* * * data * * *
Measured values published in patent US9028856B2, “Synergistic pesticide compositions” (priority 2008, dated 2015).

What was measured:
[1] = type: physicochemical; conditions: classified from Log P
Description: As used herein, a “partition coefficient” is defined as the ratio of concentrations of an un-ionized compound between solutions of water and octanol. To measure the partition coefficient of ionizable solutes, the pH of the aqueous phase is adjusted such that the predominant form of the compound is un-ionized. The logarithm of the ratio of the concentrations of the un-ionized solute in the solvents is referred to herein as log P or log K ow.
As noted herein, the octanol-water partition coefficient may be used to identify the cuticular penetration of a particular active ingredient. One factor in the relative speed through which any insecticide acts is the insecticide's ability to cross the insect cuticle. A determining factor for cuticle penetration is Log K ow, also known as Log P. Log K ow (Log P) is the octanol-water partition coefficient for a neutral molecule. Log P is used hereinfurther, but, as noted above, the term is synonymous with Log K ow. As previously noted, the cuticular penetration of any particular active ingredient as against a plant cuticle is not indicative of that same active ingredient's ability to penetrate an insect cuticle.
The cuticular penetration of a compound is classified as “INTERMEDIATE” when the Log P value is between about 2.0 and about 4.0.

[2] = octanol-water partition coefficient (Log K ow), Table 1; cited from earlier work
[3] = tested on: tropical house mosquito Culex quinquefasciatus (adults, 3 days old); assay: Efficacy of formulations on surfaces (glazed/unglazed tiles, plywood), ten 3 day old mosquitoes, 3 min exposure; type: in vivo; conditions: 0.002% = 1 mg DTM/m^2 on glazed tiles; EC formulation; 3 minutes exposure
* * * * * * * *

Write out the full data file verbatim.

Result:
Measured values published in patent US9028856B2, “Synergistic pesticide compositions” (priority 2008, dated 2015).

What was measured:
[1] = type: physicochemical; conditions: classified from Log P
Description: As used herein, a “partition coefficient” is defined as the ratio of concentrations of an un-ionized compound between solutions of water and octanol. To measure the partition coefficient of ionizable solutes, the pH of the aqueous phase is adjusted such that the predominant form of the compound is un-ionized. The logarithm of the ratio of the concentrations of the un-ionized solute in the solvents is referred to herein as log P or log K ow.
As noted herein, the octanol-water partition coefficient may be used to identify the cuticular penetration of a particular active ingredient. One factor in the relative speed through which any insecticide acts is the insecticide's ability to cross the insect cuticle. A determining factor for cuticle penetration is Log K ow, also known as Log P. Log K ow (Log P) is the octanol-water partition coefficient for a neutral molecule. Log P is used hereinfurther, but, as noted above, the term is synonymous with Log K ow. As previously noted, the cuticular penetration of any particular active ingredient as against a plant cuticle is not indicative of that same active ingredient's ability to penetrate an insect cuticle.
The cuticular penetration of a compound is classified as “INTERMEDIATE” when the Log P value is between about 2.0 and about 4.0.

[2] = octanol-water partition coefficient (Log K ow), Table 1; cited from earlier work
[3] = tested on: tropical house mosquito Culex quinquefasciatus (adults, 3 days old); assay: Efficacy of formulations on surfaces (glazed/unglazed tiles, plywood), ten 3 day old mosquitoes, 3 min exposure; type: in vivo; conditions: 0.002% = 1 mg DTM/m^2 on glazed tiles; EC formulation; 3 minutes exposure